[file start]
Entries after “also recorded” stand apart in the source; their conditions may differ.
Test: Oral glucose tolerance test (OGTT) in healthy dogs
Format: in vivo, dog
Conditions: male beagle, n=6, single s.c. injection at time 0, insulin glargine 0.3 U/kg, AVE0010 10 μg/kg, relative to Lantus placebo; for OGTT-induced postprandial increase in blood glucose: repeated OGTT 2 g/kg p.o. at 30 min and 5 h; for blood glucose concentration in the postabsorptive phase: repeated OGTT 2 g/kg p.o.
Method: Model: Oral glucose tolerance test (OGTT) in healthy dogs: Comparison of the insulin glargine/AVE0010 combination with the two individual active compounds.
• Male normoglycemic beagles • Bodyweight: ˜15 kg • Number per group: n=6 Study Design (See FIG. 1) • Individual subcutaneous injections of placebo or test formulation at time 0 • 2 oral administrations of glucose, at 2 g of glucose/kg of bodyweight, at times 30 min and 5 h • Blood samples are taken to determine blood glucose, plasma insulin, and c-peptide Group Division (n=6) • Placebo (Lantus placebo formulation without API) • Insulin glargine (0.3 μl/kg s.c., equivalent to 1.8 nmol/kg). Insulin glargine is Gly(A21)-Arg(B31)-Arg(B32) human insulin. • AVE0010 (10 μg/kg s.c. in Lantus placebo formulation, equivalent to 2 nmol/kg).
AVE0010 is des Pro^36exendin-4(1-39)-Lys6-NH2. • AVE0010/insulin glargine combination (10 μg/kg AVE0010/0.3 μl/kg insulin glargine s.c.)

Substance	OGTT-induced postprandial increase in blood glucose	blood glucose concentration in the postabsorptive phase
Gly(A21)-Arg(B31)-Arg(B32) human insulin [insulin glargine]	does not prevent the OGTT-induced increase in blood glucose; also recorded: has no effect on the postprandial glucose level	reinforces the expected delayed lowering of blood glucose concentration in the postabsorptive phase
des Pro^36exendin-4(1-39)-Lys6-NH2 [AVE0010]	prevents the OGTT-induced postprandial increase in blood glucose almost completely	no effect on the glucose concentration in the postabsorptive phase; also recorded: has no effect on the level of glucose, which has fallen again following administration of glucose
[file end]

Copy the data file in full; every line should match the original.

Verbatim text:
Entries after “also recorded” stand apart in the source; their conditions may differ.
Test: Oral glucose tolerance test (OGTT) in healthy dogs
Format: in vivo, dog
Conditions: male beagle, n=6, single s.c. injection at time 0, insulin glargine 0.3 U/kg, AVE0010 10 μg/kg, relative to Lantus placebo; for OGTT-induced postprandial increase in blood glucose: repeated OGTT 2 g/kg p.o. at 30 min and 5 h; for blood glucose concentration in the postabsorptive phase: repeated OGTT 2 g/kg p.o.
Method: Model: Oral glucose tolerance test (OGTT) in healthy dogs: Comparison of the insulin glargine/AVE0010 combination with the two individual active compounds.
• Male normoglycemic beagles • Bodyweight: ˜15 kg • Number per group: n=6 Study Design (See FIG. 1) • Individual subcutaneous injections of placebo or test formulation at time 0 • 2 oral administrations of glucose, at 2 g of glucose/kg of bodyweight, at times 30 min and 5 h • Blood samples are taken to determine blood glucose, plasma insulin, and c-peptide Group Division (n=6) • Placebo (Lantus placebo formulation without API) • Insulin glargine (0.3 μl/kg s.c., equivalent to 1.8 nmol/kg). Insulin glargine is Gly(A21)-Arg(B31)-Arg(B32) human insulin. • AVE0010 (10 μg/kg s.c. in Lantus placebo formulation, equivalent to 2 nmol/kg).
AVE0010 is des Pro^36exendin-4(1-39)-Lys6-NH2. • AVE0010/insulin glargine combination (10 μg/kg AVE0010/0.3 μl/kg insulin glargine s.c.)

Substance	OGTT-induced postprandial increase in blood glucose	blood glucose concentration in the postabsorptive phase
Gly(A21)-Arg(B31)-Arg(B32) human insulin [insulin glargine]	does not prevent the OGTT-induced increase in blood glucose; also recorded: has no effect on the postprandial glucose level	reinforces the expected delayed lowering of blood glucose concentration in the postabsorptive phase
des Pro^36exendin-4(1-39)-Lys6-NH2 [AVE0010]	prevents the OGTT-induced postprandial increase in blood glucose almost completely	no effect on the glucose concentration in the postabsorptive phase; also recorded: has no effect on the level of glucose, which has fallen again following administration of glucose